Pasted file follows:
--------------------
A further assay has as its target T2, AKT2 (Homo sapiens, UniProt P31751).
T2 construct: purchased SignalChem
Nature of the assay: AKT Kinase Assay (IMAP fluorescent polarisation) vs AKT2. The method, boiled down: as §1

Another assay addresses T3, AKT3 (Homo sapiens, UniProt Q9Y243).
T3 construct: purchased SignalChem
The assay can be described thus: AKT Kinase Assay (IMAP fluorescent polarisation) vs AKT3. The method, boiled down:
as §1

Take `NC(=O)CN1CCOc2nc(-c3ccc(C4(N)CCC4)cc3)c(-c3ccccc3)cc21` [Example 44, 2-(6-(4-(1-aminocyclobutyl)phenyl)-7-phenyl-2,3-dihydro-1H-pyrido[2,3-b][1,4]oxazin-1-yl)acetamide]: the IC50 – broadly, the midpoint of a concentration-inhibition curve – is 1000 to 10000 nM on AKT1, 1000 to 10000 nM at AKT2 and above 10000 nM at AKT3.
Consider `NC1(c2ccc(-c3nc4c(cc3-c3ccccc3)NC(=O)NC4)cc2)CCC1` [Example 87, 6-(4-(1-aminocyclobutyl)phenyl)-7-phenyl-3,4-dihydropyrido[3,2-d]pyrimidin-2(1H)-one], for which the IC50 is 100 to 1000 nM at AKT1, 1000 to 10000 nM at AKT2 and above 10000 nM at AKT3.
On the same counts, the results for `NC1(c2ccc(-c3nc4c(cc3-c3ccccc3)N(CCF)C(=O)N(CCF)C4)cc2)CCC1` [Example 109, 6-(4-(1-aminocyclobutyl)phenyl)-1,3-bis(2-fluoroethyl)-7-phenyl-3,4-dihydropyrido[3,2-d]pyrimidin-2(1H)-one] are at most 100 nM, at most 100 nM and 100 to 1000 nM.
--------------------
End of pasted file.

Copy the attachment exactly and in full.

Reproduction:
A further assay has as its target T2, AKT2 (Homo sapiens, UniProt P31751).
T2 construct: purchased SignalChem
Nature of the assay: AKT Kinase Assay (IMAP fluorescent polarisation) vs AKT2. The method, boiled down: as §1

Another assay addresses T3, AKT3 (Homo sapiens, UniProt Q9Y243).
T3 construct: purchased SignalChem
The assay can be described thus: AKT Kinase Assay (IMAP fluorescent polarisation) vs AKT3. The method, boiled down:
as §1

Take `NC(=O)CN1CCOc2nc(-c3ccc(C4(N)CCC4)cc3)c(-c3ccccc3)cc21` [Example 44, 2-(6-(4-(1-aminocyclobutyl)phenyl)-7-phenyl-2,3-dihydro-1H-pyrido[2,3-b][1,4]oxazin-1-yl)acetamide]: the IC50 – broadly, the midpoint of a concentration-inhibition curve – is 1000 to 10000 nM on AKT1, 1000 to 10000 nM at AKT2 and above 10000 nM at AKT3.
Consider `NC1(c2ccc(-c3nc4c(cc3-c3ccccc3)NC(=O)NC4)cc2)CCC1` [Example 87, 6-(4-(1-aminocyclobutyl)phenyl)-7-phenyl-3,4-dihydropyrido[3,2-d]pyrimidin-2(1H)-one], for which the IC50 is 100 to 1000 nM at AKT1, 1000 to 10000 nM at AKT2 and above 10000 nM at AKT3.
On the same counts, the results for `NC1(c2ccc(-c3nc4c(cc3-c3ccccc3)N(CCF)C(=O)N(CCF)C4)cc2)CCC1` [Example 109, 6-(4-(1-aminocyclobutyl)phenyl)-1,3-bis(2-fluoroethyl)-7-phenyl-3,4-dihydropyrido[3,2-d]pyrimidin-2(1H)-one] are at most 100 nM, at most 100 nM and 100 to 1000 nM.